| NEWS RELEASE
UNITED STATES POSTAL INSPECTION SERVICE
February 23, 2005
U.S. Postal Inspection Service and Canadian Officials
Halifax, Canada -- Chief Postal Inspector Lee R. Heath of the United States Postal Inspection Service joined Canadian law enforcement officials today to announce a major new task force aimed at protecting American and Canadian citizens from the serious and growing problem of deceptive, cross-border telemarketing practices.
The Atlantic Partnership task force bolsters U.S. and Canadian resources in halting fraud schemes that traverse borders to target victims in both countries. The Competition Bureau of Canada, which enforces fair competition, played a key role in creating the task force.
"We are grateful for the expertise and resources each agency brings to this important new initiative," Heath said. "The Postal Inspection Service recognizes that cooperative information-sharing improves its effectiveness in identifying, combating, and preventing fraudulent and deceptive cross-border marketing. Similar efforts have benefited consumers and businesses both in the United States and Canada."
The Postal Inspection Service has partnered with Canadian law enforcement groups on other successful cross-border fraud initiatives: Project Colt in Montreal, the Toronto Strategic Partnership, the Alberta Partnership Against Cross-Border Fraud in Alberta, and Project Emptor in Vancouver, British Columbia.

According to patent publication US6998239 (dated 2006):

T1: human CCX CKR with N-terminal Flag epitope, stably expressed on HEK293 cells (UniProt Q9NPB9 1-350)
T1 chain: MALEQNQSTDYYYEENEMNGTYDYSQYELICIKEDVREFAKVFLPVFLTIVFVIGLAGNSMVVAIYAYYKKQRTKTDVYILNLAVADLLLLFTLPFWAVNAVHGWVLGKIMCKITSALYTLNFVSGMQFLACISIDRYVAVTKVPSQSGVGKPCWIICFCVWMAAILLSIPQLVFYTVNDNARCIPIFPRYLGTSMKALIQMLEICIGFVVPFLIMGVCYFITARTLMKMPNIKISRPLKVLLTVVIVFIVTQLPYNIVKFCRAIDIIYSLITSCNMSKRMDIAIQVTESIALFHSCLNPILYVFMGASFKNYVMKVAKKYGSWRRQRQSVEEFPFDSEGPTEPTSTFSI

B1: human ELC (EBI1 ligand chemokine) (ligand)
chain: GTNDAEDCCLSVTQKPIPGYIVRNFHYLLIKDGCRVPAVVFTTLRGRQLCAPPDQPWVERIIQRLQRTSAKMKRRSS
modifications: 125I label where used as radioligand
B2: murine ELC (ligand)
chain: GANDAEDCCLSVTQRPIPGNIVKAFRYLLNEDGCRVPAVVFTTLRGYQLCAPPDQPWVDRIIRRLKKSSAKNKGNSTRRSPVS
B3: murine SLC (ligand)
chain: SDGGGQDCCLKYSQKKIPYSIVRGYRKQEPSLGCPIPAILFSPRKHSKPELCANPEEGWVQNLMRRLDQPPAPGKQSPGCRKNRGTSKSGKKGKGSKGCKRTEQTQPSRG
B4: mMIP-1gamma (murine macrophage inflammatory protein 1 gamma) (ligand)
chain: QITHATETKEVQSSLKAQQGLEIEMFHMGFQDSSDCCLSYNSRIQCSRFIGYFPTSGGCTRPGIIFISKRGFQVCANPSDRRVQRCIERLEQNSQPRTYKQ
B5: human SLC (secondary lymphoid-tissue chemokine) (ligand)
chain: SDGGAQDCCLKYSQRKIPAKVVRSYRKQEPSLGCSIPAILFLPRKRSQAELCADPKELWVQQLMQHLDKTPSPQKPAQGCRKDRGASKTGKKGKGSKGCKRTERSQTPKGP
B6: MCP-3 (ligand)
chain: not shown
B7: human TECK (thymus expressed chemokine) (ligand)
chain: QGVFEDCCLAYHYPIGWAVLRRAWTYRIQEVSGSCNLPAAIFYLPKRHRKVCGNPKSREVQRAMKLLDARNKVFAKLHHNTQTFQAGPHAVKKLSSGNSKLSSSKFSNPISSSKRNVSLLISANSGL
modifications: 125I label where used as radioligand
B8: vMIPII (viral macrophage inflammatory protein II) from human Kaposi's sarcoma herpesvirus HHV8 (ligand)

A sharp increase in mail fraud complaints from U.S. victims responding to Canadian promotions prompted renewed attention from authorities in both countries. Victims of fraud are often older citizens, who may be especially vulnerable due to fixed or limited incomes. Many have lost their life savings to unscrupulous telemarketers operating from Canada.
"The Postal Inspection Service is particularly interested in fraudsters who use the U.S. Mail to further their schemes," Heath said. "Since 1998, Project Colt, the Toronto Strategic Partnership, and Project Emptor have shut down boiler rooms in Montreal, Toronto, and Vancouver. Along with numerous arrests of criminal operators in the United States and Canada, those convicted of fraud have been ordered to pay millions of dollars in restitution to victims in each country."
For more than 100 years, U.S. Postal Inspectors have protected American consumers by ensuring the integrity of the U.S. Mail. Since the 1800s, Postal Inspectors have used the mail fraud statute to halt crimes such as medical quackery and phony gold mines as well as corporate, Internet, and telemarketing fraud conducted via the mail. Fraudulent telemarketers and other scammers frequently rely on the mail to further their schemes.
Postal Inspection Service mail fraud investigations resulted in 1,446 arrests and 1,245 convictions in 2004, as well as $1.1 billion in court-ordered restitution, $143 million in voluntary restitution, and about $20 million in fines.